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Introduction to Algorithms Hardcover – Jul 31 2009
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As an educator and researcher in the field of algorithms for over two decades, I can unequivocally say that the Cormen et al book is the best textbook that I have ever seen on this subject. It offers an incisive, encyclopedic, and modern treatment of algorithms, and our department will continue to use it for teaching at both the graduate and undergraduate levels, as well as a reliable research reference.(Gabriel Robins, Department of Computer Science, University of Virginia)
Introduction to Algorithms, the 'bible' of the field, is a comprehensive textbook covering the full spectrum of modern algorithms: from the fastest algorithms and data structures to polynomial-time algorithms for seemingly intractable problems, from classical algorithms in graph theory to special algorithms for string matching, computational geometry, and number theory. The revised third edition notably adds a chapter on van Emde Boas trees, one of the most useful data structures, and on multithreaded algorithms, a topic of increasing importance.(Daniel Spielman, Department of Computer Science, Yale University)
About the Author
Thomas Cormen is Professor of Computer Science at Dartmouth College. Charles Leiserson is Professor of Computer Science and Engineering at MIT. Ronald L. Rivest is Andrew and Erna Viterbi Professor of Electrical Engineering and Computer Science at MIT. Clifford Stein is Professor of Industrial Engineering and Operations Research at Columbia University.
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Top Customer Reviews
It's an excellent reference book. Some people think that a reference book is useless now because you can search on the internet, but I don't think you can find websites written as well as this book.
The book is well written and it covers a lot of topics.
It is very rigorous indeed. It's actually empathizes rigor over accessibility.
For a beginner like me it feels like learning to speech by reading the dictionary.
I would advise you buy this book of you already know the topic a minimum but need a reference OR if you are using it as a textbook in class.
To give you an idea of the target audience, there I actually stumbled upon an instance where the book had something like this:
"By exercise XXX, some given property is true" where XXX is an exercise given at the end of a previous chapter.
Come on... Can you not, for the lone learner, explain why such property is true?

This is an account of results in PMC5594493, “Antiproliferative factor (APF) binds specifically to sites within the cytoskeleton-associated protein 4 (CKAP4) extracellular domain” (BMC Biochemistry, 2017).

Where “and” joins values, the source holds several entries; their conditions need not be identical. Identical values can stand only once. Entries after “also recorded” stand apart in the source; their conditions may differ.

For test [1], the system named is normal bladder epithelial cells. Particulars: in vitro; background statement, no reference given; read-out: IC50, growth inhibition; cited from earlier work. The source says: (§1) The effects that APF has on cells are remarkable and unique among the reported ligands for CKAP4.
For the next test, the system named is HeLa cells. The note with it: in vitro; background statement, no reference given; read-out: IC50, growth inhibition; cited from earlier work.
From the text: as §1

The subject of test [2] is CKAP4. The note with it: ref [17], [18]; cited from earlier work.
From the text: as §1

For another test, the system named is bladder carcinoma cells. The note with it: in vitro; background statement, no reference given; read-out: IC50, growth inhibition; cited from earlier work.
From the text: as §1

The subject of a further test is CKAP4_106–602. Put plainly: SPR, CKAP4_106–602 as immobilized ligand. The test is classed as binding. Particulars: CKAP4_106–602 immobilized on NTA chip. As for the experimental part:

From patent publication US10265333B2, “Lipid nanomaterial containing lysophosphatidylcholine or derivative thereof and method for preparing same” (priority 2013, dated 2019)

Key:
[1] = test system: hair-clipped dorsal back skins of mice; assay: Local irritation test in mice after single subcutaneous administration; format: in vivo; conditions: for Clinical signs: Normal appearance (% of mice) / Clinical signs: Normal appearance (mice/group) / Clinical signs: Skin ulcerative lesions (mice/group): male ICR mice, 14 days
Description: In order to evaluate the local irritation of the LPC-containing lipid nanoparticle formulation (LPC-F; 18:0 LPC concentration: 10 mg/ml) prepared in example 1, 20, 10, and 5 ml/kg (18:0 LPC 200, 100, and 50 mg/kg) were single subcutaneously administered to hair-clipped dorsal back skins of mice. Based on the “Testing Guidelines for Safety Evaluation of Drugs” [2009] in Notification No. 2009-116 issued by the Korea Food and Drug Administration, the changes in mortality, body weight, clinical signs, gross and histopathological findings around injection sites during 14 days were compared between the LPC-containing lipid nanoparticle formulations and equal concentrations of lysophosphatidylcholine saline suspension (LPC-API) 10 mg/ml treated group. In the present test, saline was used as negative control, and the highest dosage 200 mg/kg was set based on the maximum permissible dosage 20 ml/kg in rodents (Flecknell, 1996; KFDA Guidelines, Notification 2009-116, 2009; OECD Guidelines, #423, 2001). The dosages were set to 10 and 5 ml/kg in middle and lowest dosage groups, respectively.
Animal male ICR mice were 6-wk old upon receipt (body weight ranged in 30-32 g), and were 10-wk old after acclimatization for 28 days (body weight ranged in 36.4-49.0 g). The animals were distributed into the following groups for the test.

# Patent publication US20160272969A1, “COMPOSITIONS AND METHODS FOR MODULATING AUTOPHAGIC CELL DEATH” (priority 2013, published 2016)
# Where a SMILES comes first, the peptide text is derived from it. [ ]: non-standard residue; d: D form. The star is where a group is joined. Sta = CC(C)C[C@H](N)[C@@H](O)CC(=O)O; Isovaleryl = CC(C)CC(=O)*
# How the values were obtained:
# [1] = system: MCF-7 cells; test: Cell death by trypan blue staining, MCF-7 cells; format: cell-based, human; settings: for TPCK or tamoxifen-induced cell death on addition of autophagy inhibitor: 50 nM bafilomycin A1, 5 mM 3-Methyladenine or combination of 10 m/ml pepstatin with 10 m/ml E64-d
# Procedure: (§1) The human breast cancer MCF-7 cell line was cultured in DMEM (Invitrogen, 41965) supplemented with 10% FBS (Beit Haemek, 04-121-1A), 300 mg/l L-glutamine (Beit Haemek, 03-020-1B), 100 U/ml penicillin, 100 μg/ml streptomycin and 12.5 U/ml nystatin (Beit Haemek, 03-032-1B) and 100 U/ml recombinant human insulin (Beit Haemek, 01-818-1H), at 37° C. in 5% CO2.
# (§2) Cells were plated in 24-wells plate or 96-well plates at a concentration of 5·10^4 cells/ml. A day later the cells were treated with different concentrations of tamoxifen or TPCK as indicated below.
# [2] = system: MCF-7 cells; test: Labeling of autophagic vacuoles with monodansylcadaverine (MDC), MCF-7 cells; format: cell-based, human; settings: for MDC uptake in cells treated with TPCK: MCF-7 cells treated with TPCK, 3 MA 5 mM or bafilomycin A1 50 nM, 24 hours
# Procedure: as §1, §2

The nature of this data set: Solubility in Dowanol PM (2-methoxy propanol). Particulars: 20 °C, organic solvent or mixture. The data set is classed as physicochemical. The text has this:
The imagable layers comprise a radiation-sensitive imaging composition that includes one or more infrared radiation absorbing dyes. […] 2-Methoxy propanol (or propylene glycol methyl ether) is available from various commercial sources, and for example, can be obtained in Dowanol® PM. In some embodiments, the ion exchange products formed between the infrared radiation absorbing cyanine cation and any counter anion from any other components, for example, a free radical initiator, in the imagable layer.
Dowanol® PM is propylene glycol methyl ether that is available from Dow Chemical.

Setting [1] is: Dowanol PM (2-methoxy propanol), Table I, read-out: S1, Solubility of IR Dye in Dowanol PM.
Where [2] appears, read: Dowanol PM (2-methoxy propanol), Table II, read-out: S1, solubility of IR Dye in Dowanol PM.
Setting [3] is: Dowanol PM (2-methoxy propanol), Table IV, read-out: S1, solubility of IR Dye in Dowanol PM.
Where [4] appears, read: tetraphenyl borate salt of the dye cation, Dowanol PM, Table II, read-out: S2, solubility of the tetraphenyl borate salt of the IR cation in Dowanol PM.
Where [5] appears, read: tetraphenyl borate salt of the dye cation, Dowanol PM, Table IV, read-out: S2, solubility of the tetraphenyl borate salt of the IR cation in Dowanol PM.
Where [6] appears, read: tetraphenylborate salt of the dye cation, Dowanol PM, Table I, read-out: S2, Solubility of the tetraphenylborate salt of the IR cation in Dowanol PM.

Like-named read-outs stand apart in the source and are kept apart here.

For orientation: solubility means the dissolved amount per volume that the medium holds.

And the book also mentions that only a portion of the exercises have correction because they want the teachers to be able to give exercise and make sure the students cannot google the solution.
It does make sense. But it's another hint of the targeted audience.
I will still rate 4, because as a reference book it's good.
But beginners: you've been warned.
If you are taking a course in Algorithms or just want to expand your knowledge, this book is for you!
I have followed a course on discrete mathematics and it is in my opinion a must to have a chance at understanding this book without being overwhelmed. The reason I am not giving it 5 stars is because there is only a subset of solved exercises in the link provided within the book. Also, the book is not taking any shortcuts to teach you about algorithms so get ready to have pen and paper at hand and even a compiler to implement the pseudo-codes on your own to truly understand them.
I recommend a quick first-pass of the book and once you're ready take a good month to study in detail the chapters of interest to your field.
Most recent customer reviews
This is the definitive text on fundamental algorithms. Explores some more complex topics and has a great math review section.Published 1 month ago by Jerome Williams
Classic, though very theoretical and logic-heavy. You're going to need a fair amount of discipline and logic rigor to fully appreciate this. Read morePublished 2 months ago by Thomas MacKarthy
Bought it for undergrad, still reference it today. Definitely a must-read for anyone wanting to do software engineering.Published 3 months ago by ed
The de facto algorithms book. Has served me well over the years, and is something that is noticed on a bookshelf.Published 4 months ago by nbryans
It's a good book, but unnecessarily complicates matters that could have been approached in a better wayPublished 6 months ago by Amazon Customer
A must read for programmers IMO. Covers a wide range of fundamental algorithms and gives pretty good explanations.Published 8 months ago by Yifei Liu
just what Mt class used for lectures... what a deal compared to my campus bookstore! I'll order all my textbooks from that point onwards!Published 9 months ago by Gadget geek
Very helpful book. Enjoy reading it together with Sedgewick's Algorihtms.Published 10 months ago by Dongxu Li
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